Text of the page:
Tag Archives: educational leadership

The Lesson Study Cycle

Following our first year of lesson study, we have changed the format in school for this academic year.   As a staff we spent time at the end of the summer term discussing the impact of LS to date and deciding on the best way forward.   We were all convinced that this was the right way to develop teaching and learning but felt it worth tweaking our approach to get more out of it.

As a three from entry primary we are well suited for the model we’ve developed.  Each term a different class in each year group becomes the research class.   The ‘host’ teacher works with their two year group colleagues to plan the lesson study and the three teachers (along with any support staff involved) write up their research.   This research is then shared by the host teacher at a lesson study staff meeting the following term.  Over the year each class in each year group will be the research class once, all teachers will take on the role of researcher/research teacher, and each will present research findings to staff.   All staff will have taken part in at least three lesson studies.   As in the past, we are restricted to two ‘formal’ research lessons during the cycle, due to timetabling and class cover required however, the impact of the research goes beyond the formal process and is instrumental in driving developments in teaching and learning. .

The cycle below outlines our current approach to lesson study

Planning Meeting 1
Agree and sign Lesson Study protocol
Agree on lesson to be taught, who is to teach it and area of focus from AfL work
Plan lesson in detail together as a research team with area of AfL focus in mind, considering any resources necessary and any pre lesson preparation.
Research lesson teacher to identify three pupils, broadly representative of the differing learning groups in the class. Teacher to identify how they think the pupils will respond at different points in the lesson, researchers complete proforma (planning, observation and discussion sheet)
Research Lesson 1
Camera set up prior to lesson to enable inconspicuous filming for class teacher’s reference. Researchers complete proforma whilst observing identified pupils (emphasis is on the learner response)
Researchers also record thoughts regarding AfL focus for feedback in post lesson discussion.
Post Lesson Pupil Interviews
Each researcher interviews identified pupil following the lesson using profroma (suggested questions for post lesson interview) encouraging pupils to answer fully and share any thoughts on the lesson and the learning
Post Lesson Discussion
Following the first research lesson (RL1) and pupil interviews, research team come back together. Session follows format below:
a) Teacher shares thoughts on the lesson/learning
b) Researchers take turn to share findings (notes) on pupil’s response to learning (how teacher thought they would respond/how they were observed to respond)
c) Researchers take turns to share post lesson pupil interview findings
d) Film footage shared (if necessary) to support findings. Footage then provided for teacher to view later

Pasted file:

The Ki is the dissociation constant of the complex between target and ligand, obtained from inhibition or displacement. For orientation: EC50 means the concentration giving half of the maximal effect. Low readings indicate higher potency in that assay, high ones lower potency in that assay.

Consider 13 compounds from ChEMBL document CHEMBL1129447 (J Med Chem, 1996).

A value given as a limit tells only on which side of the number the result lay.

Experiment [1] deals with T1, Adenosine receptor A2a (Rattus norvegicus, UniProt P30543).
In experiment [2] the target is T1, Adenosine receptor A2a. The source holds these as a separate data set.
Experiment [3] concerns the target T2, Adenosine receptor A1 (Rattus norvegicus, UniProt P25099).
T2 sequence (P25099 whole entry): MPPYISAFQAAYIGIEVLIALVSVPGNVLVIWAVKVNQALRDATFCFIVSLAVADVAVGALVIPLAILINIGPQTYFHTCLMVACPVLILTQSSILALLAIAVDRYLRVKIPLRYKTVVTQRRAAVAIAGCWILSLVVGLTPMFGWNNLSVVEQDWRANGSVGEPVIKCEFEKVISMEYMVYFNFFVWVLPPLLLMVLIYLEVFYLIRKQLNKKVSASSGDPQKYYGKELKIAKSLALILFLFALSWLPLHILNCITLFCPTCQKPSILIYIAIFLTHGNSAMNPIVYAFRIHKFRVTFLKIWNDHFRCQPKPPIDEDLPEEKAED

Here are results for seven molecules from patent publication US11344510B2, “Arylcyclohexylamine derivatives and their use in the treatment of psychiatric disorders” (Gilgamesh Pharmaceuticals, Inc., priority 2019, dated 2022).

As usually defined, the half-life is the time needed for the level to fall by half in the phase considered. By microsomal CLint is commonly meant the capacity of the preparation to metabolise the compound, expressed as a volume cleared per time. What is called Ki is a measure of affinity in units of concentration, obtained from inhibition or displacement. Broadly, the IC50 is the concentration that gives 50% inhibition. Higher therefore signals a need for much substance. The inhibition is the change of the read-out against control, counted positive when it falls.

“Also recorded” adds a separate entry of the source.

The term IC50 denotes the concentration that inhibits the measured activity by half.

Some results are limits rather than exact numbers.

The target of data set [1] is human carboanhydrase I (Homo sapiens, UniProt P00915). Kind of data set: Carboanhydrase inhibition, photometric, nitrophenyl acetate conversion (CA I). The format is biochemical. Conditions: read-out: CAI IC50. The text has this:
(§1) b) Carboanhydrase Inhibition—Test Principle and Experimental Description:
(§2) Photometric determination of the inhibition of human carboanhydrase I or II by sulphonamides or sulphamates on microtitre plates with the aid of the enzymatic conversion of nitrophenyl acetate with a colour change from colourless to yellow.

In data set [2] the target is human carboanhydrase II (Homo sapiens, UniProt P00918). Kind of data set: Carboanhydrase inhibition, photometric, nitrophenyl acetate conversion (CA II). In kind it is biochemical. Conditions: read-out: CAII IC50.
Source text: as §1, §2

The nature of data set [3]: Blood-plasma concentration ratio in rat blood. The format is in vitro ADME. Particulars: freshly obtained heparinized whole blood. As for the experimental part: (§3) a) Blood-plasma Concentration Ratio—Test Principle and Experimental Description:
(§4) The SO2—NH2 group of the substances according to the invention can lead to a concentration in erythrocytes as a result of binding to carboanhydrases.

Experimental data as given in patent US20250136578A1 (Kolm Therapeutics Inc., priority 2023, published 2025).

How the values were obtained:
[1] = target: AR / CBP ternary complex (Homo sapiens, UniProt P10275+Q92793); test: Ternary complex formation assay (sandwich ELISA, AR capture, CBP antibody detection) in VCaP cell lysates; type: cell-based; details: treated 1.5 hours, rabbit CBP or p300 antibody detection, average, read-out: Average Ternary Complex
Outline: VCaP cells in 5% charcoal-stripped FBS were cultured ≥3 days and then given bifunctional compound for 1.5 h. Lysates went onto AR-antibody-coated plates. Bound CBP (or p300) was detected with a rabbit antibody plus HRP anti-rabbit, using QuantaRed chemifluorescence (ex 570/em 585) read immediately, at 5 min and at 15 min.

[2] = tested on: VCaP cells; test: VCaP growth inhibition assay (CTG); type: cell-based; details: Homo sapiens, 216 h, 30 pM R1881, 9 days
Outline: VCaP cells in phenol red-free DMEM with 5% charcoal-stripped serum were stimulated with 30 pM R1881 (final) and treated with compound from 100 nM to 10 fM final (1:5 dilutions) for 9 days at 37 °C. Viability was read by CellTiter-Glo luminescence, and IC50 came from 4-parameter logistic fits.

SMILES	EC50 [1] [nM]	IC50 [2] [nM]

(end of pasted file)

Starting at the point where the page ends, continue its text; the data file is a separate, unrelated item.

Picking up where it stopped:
e) AfL focus discussed in general terms and researchers share any notes made during research lesson.
f) Next lesson discussed in light of findings from RL1, changes/amendments made as appropriate, children for observation agreed.
Research Lesson 2
Cycle begins again

Research is then written up by year group team and saved on the school server.   The host teacher then uses the research notes to inform presentation to staff.

Getting the balance right

In a meeting with our teaching and learning group last year, we discussed how much time in lessons is spent actively involved in independent learning as opposed to teacher directed.

We decided that at some stages (beginnings of topics etc) and in some lessons, a strong teaching input was needed. At most other times however, it was felt students benefited from being more actively involved in their learning.

To gauge how much time in lessons was generally teacher led/student passive and how much time students were active we decided to chart a lesson. Using a simple time chart (a sheet of paper with a horizontal time line through the middle. Above the line, teacher led, below the line, student active) the children tracked the lesson with a pencil going above and below the horizontal timeline minute by minute as appropriate.

The results showed that much more time than necessary was being spent with the teacher talking, not enough time was being given over to the active learning.

What did all of this tell us? Well firstly it surprised the teacher how much they spoke. It made it clear to them that student engagement didn’t rely on them in a didactic role and that we often overestimate how much we need to say before real, authentic learning can begin.

This experiment would work equally well if a teacher were to film their own lesson and play it back in private using a similar time chart. What it does is help teachers recognise whether or not they have got the balance right between teacher led and student centered learning. It can be a very useful took in shaping classroom practice.